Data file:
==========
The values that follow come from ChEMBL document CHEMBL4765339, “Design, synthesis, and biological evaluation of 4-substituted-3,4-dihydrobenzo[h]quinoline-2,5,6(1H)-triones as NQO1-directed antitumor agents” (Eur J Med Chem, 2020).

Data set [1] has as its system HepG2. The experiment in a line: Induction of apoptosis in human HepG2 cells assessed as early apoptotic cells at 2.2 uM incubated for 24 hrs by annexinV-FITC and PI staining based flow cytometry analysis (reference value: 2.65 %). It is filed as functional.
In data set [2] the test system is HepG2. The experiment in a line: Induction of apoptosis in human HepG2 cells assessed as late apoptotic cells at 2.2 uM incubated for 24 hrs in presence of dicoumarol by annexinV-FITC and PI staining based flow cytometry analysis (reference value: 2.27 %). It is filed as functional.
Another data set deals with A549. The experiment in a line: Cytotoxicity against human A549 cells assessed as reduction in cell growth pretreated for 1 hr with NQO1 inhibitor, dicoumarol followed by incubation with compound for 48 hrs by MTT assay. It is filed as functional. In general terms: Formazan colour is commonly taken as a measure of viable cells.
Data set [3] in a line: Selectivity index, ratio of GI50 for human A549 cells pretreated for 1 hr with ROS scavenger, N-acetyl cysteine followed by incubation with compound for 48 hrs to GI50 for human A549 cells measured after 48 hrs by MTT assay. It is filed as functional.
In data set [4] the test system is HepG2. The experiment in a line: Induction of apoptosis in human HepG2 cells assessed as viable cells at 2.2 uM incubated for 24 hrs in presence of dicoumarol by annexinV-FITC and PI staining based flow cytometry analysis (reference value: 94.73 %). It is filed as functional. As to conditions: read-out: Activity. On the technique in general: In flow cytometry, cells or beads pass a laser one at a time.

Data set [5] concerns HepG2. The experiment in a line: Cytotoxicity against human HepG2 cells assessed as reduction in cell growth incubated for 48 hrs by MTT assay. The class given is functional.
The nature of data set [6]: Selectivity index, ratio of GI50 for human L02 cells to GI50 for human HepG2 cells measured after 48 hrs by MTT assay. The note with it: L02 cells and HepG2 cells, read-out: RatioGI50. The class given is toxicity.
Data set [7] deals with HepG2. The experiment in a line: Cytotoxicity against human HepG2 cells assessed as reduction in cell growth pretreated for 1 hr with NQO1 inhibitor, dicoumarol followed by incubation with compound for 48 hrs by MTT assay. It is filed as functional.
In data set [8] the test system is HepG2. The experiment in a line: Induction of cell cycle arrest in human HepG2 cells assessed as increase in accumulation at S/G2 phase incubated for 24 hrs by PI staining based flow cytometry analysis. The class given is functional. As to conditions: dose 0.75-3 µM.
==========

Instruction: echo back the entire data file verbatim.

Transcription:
The values that follow come from ChEMBL document CHEMBL4765339, “Design, synthesis, and biological evaluation of 4-substituted-3,4-dihydrobenzo[h]quinoline-2,5,6(1H)-triones as NQO1-directed antitumor agents” (Eur J Med Chem, 2020).

Data set [1] has as its system HepG2. The experiment in a line: Induction of apoptosis in human HepG2 cells assessed as early apoptotic cells at 2.2 uM incubated for 24 hrs by annexinV-FITC and PI staining based flow cytometry analysis (reference value: 2.65 %). It is filed as functional.
In data set [2] the test system is HepG2. The experiment in a line: Induction of apoptosis in human HepG2 cells assessed as late apoptotic cells at 2.2 uM incubated for 24 hrs in presence of dicoumarol by annexinV-FITC and PI staining based flow cytometry analysis (reference value: 2.27 %). It is filed as functional.
Another data set deals with A549. The experiment in a line: Cytotoxicity against human A549 cells assessed as reduction in cell growth pretreated for 1 hr with NQO1 inhibitor, dicoumarol followed by incubation with compound for 48 hrs by MTT assay. It is filed as functional. In general terms: Formazan colour is commonly taken as a measure of viable cells.
Data set [3] in a line: Selectivity index, ratio of GI50 for human A549 cells pretreated for 1 hr with ROS scavenger, N-acetyl cysteine followed by incubation with compound for 48 hrs to GI50 for human A549 cells measured after 48 hrs by MTT assay. It is filed as functional.
In data set [4] the test system is HepG2. The experiment in a line: Induction of apoptosis in human HepG2 cells assessed as viable cells at 2.2 uM incubated for 24 hrs in presence of dicoumarol by annexinV-FITC and PI staining based flow cytometry analysis (reference value: 94.73 %). It is filed as functional. As to conditions: read-out: Activity. On the technique in general: In flow cytometry, cells or beads pass a laser one at a time.

Data set [5] concerns HepG2. The experiment in a line: Cytotoxicity against human HepG2 cells assessed as reduction in cell growth incubated for 48 hrs by MTT assay. The class given is functional.
The nature of data set [6]: Selectivity index, ratio of GI50 for human L02 cells to GI50 for human HepG2 cells measured after 48 hrs by MTT assay. The note with it: L02 cells and HepG2 cells, read-out: RatioGI50. The class given is toxicity.
Data set [7] deals with HepG2. The experiment in a line: Cytotoxicity against human HepG2 cells assessed as reduction in cell growth pretreated for 1 hr with NQO1 inhibitor, dicoumarol followed by incubation with compound for 48 hrs by MTT assay. It is filed as functional.
In data set [8] the test system is HepG2. The experiment in a line: Induction of cell cycle arrest in human HepG2 cells assessed as increase in accumulation at S/G2 phase incubated for 24 hrs by PI staining based flow cytometry analysis. The class given is functional. As to conditions: dose 0.75-3 µM.